Portman’s bipartisan Senate resolution honors civil rights activist Judge Nathaniel Jones

U.S. Sen. Rob Portman (R-OH) this month introduced a bipartisan resolution to honor the life and legacy of Nathaniel R. Jones, a civil rights activist and Youngstown, Ohio, native who served as the state’s first African-American federal appeals court judge and as the first black prosecutor in the Northern District of Ohio. 

“We lost a giant in Judge Nathaniel Jones,” who died on Jan. 26 at his home in Cincinnati, said Sen. Portman. “Through his work as a lawyer, he was a national leader in advancing civil rights and as a judge a distinguished champion in protecting those rights. 

“Through it all, he was a humble man of the highest integrity,” Sen. Portman said. “I’m proud to introduce this resolution honoring my friend Nate Jones.”

Sen. Portman introduced the Senate resolution with sponsor U.S. Sen. Sherrod Brown (D-OH), which states that Judge Jones attended Youngstown State University, where he earned an undergraduate degree in 1951 and a law degree in 1955; served in the U.S. Army Air Corps during World War II; and then served 23 years as a judge on the U.S. Sixth Circuit Court of Appeals in Cincinnati.

“Judge Jones devoted his entire life to answering the call for racial justice, and his unwavering commitment to this country is one we should all aspire to emulate,” said Sen. Brown.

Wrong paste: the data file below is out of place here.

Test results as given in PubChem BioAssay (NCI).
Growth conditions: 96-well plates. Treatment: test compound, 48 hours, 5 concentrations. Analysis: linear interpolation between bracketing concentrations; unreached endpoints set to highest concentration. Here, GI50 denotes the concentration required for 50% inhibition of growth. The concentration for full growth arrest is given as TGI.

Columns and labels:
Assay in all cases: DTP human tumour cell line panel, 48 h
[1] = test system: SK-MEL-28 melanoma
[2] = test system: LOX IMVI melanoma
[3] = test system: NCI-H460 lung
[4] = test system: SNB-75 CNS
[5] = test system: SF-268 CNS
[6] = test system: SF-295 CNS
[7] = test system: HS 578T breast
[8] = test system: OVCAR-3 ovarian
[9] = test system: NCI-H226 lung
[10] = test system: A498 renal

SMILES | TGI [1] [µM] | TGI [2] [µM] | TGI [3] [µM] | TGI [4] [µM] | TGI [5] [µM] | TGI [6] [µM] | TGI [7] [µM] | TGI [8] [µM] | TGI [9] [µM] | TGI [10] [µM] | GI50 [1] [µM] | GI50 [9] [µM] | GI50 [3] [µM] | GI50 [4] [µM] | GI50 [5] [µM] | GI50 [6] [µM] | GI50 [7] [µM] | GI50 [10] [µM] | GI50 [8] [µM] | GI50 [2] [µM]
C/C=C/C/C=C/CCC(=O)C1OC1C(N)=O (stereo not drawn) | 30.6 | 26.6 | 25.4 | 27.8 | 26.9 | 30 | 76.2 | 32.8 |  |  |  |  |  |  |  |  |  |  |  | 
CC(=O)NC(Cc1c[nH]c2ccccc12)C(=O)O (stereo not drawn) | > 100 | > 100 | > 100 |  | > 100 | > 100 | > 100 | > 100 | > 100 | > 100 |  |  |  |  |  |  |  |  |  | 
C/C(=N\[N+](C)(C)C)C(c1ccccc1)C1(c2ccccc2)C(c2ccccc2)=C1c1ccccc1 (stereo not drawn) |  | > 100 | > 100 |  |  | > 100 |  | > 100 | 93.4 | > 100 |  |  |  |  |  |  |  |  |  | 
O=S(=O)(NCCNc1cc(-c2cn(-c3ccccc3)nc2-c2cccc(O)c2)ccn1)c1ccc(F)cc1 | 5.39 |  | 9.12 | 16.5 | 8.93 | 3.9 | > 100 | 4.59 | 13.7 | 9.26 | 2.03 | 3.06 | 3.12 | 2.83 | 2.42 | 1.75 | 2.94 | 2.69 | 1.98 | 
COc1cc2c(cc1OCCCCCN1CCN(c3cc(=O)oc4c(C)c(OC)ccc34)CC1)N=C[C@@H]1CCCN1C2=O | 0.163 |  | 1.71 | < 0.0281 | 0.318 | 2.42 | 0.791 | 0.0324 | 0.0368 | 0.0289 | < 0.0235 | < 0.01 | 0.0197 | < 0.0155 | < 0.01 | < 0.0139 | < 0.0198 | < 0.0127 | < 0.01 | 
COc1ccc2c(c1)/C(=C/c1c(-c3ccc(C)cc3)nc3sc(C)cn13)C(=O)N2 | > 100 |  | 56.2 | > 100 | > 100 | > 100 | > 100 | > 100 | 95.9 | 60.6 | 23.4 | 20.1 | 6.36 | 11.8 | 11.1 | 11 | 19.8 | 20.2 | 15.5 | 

President Lyndon B. Johnson in 1967 appointed Jones the assistant general counsel for the National Advisory Commission on Civil Disorders, also known as the Kerner Commission, which issued a final report that determined racism was causing civil unrest in cities across America during the 1960s, and that the U.S. was “moving toward two societies, one black, one white — separate and unequal.” 

Jones also served as the General Counsel for the National Association for the Advancement of Colored People (NAACP) from 1969 to 1979 and received 19 honorary degrees and numerous awards of distinction, including the Spingarn Medal, the NAACP’s highest honor.